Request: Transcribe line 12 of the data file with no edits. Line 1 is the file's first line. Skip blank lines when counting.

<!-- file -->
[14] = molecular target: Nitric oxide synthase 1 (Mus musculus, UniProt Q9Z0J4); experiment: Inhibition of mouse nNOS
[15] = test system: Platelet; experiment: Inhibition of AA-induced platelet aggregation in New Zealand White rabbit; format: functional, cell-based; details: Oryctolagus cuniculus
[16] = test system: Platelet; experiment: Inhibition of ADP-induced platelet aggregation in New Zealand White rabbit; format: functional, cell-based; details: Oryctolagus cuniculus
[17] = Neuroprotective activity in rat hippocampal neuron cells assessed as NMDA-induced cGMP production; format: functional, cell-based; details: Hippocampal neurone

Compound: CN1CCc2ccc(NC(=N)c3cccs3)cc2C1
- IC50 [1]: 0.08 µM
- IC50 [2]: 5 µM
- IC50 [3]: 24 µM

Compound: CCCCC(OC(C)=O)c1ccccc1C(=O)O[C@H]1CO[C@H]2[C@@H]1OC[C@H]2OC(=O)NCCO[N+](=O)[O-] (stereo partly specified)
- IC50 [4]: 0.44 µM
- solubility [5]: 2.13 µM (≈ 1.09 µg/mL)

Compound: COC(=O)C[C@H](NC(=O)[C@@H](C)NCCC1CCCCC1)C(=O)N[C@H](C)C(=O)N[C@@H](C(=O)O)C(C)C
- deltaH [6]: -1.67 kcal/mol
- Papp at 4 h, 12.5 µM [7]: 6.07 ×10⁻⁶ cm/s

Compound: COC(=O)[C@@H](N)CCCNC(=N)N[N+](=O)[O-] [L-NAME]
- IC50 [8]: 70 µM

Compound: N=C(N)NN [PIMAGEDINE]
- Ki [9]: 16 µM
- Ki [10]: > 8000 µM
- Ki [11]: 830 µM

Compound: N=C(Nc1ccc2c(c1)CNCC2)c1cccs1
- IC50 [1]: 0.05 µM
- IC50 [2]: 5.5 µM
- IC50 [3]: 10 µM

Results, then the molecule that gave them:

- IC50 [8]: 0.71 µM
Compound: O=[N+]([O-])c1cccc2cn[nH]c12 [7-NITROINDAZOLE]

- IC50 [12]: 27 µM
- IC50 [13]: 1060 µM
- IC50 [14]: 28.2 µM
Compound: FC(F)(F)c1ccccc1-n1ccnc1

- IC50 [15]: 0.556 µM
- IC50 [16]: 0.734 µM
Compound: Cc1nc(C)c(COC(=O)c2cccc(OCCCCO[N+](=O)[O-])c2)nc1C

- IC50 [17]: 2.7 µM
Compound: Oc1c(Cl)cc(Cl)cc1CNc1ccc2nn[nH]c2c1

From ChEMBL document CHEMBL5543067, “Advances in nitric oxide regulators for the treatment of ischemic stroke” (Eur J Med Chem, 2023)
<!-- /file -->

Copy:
Compound: COC(=O)C[C@H](NC(=O)[C@@H](C)NCCC1CCCCC1)C(=O)N[C@H](C)C(=O)N[C@@H](C(=O)O)C(C)C